I am writing a fictional novel. I have just begun and had my daughter read what I had written up until now, her reply was it is very good, but she feels I am jumping all over the place. Any comments appreciated.
When we write things forwards, we also write them backwards
When you stagger into your apartment, still shaking from the shock, rain dripping from your coat, and your daughter looks up and asks what's wrong, you're already rehearsing the story of minor fender-bender. You explain that when you slammed on the brakes, sliding on the wet roads and getting into a fender-bender, it was actually a miracle. You barely avoided that semi which had just jack-knifed in front of you!
The probable cause of someone saying that your writing jumps around is that there is a feeling that you weren't sure where an idea was taking you until you got there.
Now, if you look up at the two paragraphs above, we just jumped from a disaster to a dry remark about writing. However, they are both thematically bound together by the idea of composing an idea for someone else to understand.
Writing, first and foremost, is riffing on a theme
Obviously, you're making things up when you write fiction, or when you write most anything. At least, you're choosing words and punctuating in the moment. But you are not making everything up out of nothing. Even seat-of-the-pants writers likely have some notion or skeleton forming in their mind before the particular sentences or paragraphs they are currently composing are molded onto that rough frame. And, usually, there isn't really a focus on bridging between individual sentences, or paragraph breaks. You put in a period because you finished saying something. (Not necessarily even a whole idea - but something.)
You put in a new paragraph for emphasis, maybe, or to give visual variety to a wall of text - or hopefully because you completed a larger thought. That might not have been the best place for a paragraph break, come to think of it. But all the smaller thoughts have to flow together into a bigger thought. That is, you start writing towards a destination. A chapter or scene in a novel needs to be logical - to go 'from here to there.' And that destination moves backwards, becoming clearer, meeting you near the end, or someplace before that. Then the whole piece will have coherence, even if you jumped from a car accident to a reflection on narrative unity. In your mind you've written backwards to meet the beginning, as on the paper you wrote forwards.
At least, that's how I write.
(And then I go back to edit for clarity, and to make sure there aren't any weird gaps in my thinking. You shouldn't skip the editing part.)
From Open Polytechnic:
Connect words, sentences and paragraphs. Show the relationship between ideas. Indicate the order of things and their relative importance. Indicate when something new is coming. Signal to readers how an idea fits in and where it's going. Introduce a summary or a conclusion.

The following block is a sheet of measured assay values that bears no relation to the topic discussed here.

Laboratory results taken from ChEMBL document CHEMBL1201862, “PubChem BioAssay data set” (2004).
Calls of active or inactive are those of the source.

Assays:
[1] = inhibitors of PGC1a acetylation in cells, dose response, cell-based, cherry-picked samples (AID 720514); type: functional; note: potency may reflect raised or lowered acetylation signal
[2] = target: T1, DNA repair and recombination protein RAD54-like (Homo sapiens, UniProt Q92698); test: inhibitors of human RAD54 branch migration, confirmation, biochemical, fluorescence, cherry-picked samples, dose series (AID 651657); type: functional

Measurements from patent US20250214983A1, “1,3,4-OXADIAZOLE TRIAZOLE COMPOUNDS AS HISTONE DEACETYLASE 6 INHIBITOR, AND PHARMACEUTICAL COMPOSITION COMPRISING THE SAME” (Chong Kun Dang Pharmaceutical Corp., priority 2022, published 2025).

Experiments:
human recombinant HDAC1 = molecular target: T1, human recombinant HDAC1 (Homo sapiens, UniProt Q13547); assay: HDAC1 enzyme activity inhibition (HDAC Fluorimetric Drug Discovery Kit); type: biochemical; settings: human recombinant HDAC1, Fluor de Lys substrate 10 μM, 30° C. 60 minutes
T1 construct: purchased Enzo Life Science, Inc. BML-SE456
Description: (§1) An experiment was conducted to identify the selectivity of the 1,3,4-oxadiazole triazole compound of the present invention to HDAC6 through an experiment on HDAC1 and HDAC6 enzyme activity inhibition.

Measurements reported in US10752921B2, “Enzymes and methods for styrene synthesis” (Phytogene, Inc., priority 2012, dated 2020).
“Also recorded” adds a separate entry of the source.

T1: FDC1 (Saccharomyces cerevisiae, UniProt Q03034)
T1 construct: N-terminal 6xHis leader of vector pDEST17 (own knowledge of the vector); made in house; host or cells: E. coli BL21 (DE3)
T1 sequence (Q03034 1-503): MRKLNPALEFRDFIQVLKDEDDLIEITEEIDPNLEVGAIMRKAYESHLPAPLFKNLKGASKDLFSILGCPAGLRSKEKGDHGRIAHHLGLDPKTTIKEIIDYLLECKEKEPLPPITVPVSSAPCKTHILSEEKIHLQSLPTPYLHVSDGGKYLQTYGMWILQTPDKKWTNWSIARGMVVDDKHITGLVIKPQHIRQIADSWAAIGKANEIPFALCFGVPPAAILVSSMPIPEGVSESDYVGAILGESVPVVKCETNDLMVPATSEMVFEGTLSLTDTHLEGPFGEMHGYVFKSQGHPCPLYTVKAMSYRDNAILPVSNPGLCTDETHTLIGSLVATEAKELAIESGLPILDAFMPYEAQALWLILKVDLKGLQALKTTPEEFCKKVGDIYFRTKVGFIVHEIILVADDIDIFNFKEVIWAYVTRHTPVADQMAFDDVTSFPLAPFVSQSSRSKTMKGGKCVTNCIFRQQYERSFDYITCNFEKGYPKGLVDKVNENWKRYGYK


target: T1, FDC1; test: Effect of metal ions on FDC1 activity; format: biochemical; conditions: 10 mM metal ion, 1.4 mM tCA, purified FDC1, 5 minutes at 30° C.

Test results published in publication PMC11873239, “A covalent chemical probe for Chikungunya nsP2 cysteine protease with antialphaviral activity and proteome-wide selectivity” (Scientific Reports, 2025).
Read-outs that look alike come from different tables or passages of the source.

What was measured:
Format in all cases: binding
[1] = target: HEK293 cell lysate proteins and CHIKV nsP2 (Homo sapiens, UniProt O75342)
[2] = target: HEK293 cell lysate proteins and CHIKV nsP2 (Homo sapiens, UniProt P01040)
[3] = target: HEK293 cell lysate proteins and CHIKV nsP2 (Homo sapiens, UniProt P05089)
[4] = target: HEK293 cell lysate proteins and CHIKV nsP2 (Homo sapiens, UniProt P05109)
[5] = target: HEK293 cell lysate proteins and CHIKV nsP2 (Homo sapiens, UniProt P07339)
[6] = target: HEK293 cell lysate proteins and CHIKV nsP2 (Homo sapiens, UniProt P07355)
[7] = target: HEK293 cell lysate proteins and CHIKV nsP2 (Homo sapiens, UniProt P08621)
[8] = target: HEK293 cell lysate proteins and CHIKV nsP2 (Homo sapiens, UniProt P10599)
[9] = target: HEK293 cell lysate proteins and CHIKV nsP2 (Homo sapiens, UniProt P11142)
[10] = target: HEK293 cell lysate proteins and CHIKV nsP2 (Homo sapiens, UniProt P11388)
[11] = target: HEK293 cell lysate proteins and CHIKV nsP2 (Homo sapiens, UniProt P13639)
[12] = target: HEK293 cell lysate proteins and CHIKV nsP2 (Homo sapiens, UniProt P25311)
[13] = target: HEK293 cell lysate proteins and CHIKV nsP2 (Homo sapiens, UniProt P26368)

I would add that you should seek out many opinions and specific advice from people to illustrate in what ways your writing is not flowing, and their specific suggestions on how to fix it. From the information you've currently provided, it's virtually impossible to tell you why your writing doesn't flow, so I would recommend adding an example from your own writing if you're comfortable with that.
Finally, the best way to improve any aspect of your writing is to read others' writing, so find a book or author whose prose flows nicely in your opinion, and try employing similar strategies in your own writing. Practice makes perfect!
I read mine aloud; the eye can be fooled more easily. Find a quiet moment and read your piece. The flaws and roughness will become apparent and you move in, add a few words and move on.
Read it again, if it flows now you can enjoy the feeling and move on.
I am a discovery writer and my work began with a deep knowledge of three people. I began writing and those people kept meeting others and doing things. I have nearly 300k words.
I jump to other scenes, different locations and different people, but all are connected to one of the earlier characters. Some seek his help, others wish to help him, still others hunt him.
Understand your characters and where you think the story will go. Chances are, it will take a left turn that surprises you. If you know your characters, what they mean to each other - even if these details never make it into your work, they will shape it.
What I know about my people colours how I write each scene. Even though it might appear disjointed, all is connected and it flows.
When I am unsure, I read the passage aloud and the problem leaps up and announces itself. I either delete a few words or add a phrase - whichever it calls for.